Today we have a philosophical question for you. Of the following questions, which do you think are the most important in market research surveys – what, who, where, when, why and how (we call them the 5Ws + 1H)?
Here at B2B International we are forever intrigued by the question “why?”. It is the most difficult of the six questions to answer and yet, it can also be the most insightful. The question “why” gives us an understanding of what is going on and arguably, how we can provide a suitable solution. Of course, answering the question “why” isn’t always easy. Ask yourself “why are we here on earth?” and most of us will find there are no easy answers. Sometimes we can get the answer from asking the question “how”. Understand how something happens, may enable us to infer why it happens. So, “why” and “how” are the most critical questions in market research. Importantly, they cannot be answered with a simple “yes” or “no”.
But wait. Whenever we pick up a newspaper or turn on the news, the stories begin with answers to the other questions. A news item will typically say “Yesterday morning, a 35-year-old man dived into the river to save a car that had been carried away in the flood”. In other words, the item begins with some milieu provided by answering the questions who, when and what before it begins to explain why and how.
So it is in market research. Nearly every market research presentation begins with a description of who was interviewed, what respondents do for a job, which industry they work in and so on. This is necessary context and is required before we can answer the questions why and how.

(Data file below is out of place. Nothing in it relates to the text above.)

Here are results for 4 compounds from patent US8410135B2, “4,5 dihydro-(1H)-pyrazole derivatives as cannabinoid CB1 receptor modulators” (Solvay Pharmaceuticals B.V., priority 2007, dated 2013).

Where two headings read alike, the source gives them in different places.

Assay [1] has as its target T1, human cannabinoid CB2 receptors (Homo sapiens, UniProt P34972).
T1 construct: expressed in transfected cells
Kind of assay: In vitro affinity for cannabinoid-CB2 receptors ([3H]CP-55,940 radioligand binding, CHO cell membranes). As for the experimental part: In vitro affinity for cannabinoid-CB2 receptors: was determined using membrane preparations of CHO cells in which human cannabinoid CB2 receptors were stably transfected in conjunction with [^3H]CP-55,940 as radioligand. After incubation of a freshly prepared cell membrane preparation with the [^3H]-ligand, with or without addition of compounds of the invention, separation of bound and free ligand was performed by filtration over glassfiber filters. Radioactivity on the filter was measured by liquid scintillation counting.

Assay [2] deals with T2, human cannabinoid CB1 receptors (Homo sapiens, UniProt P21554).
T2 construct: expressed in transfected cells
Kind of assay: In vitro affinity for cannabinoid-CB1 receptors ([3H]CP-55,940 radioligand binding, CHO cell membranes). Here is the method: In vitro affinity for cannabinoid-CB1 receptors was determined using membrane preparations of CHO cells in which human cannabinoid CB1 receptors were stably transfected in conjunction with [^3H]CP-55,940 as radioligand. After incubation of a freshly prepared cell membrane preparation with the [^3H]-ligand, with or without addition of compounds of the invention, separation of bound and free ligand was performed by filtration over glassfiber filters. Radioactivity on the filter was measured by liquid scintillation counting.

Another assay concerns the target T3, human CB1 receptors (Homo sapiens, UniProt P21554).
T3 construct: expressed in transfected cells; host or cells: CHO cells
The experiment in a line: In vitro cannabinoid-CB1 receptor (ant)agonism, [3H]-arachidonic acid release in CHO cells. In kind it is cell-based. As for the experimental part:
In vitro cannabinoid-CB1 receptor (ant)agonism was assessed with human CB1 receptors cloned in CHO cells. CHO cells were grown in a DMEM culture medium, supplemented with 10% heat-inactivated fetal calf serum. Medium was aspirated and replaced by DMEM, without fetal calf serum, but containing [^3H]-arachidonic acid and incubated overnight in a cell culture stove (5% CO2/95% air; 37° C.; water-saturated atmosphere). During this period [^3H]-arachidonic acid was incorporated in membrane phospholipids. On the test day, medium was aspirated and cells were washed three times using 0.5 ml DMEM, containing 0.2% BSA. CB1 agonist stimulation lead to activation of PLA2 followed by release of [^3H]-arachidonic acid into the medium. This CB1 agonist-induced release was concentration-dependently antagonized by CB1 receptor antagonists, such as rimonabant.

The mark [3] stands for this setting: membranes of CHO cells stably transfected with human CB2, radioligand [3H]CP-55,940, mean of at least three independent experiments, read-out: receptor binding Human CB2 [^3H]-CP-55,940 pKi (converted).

Our opening philosophical question is simply a tease to get us to acknowledge that every question is important. It is the interrelationship of the answers to all these questions that helps us arrive at the truth and explore opportunities. It is why they are so crucial to us as market researchers. Through understanding answers to these questions we can explore cause and effect and therefore find solutions.
In 1902, Rudyard Kipling highlighted the importance of these questions in his “Just So Stories” when he wrote “The Elephant’s Child” which finishes with the following verse:
I keep six honest serving-men:
(They taught me all I knew)
Their names are What and Where and When
And How and Why and Who.
I send them over land and sea,
I send them east and west;
But after they have worked for me,
I give them all a rest.
I let them rest from nine till five.
For I am busy then,
As well as breakfast, lunch, and tea,
For they are hungry men:
But different folk have different views:
I know a person small–
She keeps ten million serving-men,
Who get no rest at all!
She sends ’em abroad on her own affairs,
From the second she opens her eyes–
One million Hows, two million Wheres,
And seven million Whys!
A hundred years on, things haven’t changed. Check that you have your six honest serving men in every survey.